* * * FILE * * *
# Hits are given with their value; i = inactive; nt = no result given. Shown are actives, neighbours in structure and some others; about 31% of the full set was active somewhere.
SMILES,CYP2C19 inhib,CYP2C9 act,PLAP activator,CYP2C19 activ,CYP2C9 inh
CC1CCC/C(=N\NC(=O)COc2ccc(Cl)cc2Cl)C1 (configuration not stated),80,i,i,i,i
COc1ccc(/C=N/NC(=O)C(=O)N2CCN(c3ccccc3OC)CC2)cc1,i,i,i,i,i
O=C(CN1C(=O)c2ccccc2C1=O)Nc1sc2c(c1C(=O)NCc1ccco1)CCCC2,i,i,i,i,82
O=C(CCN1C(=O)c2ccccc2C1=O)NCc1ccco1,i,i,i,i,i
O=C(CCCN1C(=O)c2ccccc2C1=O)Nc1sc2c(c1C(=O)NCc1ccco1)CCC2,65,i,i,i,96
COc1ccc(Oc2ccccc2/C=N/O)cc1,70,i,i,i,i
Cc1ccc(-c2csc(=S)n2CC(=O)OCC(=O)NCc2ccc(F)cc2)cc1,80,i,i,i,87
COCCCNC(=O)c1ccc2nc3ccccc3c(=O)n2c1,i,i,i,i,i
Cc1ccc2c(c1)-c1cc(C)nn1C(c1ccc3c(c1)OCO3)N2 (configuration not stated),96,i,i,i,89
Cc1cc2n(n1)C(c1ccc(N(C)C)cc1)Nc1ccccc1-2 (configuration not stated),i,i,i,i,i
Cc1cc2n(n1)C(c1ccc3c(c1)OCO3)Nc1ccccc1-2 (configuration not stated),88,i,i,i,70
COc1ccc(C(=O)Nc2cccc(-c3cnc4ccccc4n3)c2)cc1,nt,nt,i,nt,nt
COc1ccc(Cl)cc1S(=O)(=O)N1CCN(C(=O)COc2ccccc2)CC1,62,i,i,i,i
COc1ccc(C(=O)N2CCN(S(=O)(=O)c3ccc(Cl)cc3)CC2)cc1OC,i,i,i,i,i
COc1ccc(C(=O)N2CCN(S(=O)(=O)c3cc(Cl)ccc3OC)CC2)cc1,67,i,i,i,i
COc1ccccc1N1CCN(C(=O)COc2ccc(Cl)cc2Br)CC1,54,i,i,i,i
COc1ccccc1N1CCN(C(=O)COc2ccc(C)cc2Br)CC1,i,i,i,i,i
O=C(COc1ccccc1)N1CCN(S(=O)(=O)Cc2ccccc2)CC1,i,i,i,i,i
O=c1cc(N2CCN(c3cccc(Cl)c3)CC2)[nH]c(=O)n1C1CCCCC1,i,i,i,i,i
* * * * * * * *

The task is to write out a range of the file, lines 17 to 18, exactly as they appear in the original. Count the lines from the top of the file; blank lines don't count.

COc1ccc(C(=O)N2CCN(S(=O)(=O)c3cc(Cl)ccc3OC)CC2)cc1,67,i,i,i,i
COc1ccccc1N1CCN(C(=O)COc2ccc(Cl)cc2Br)CC1,54,i,i,i,i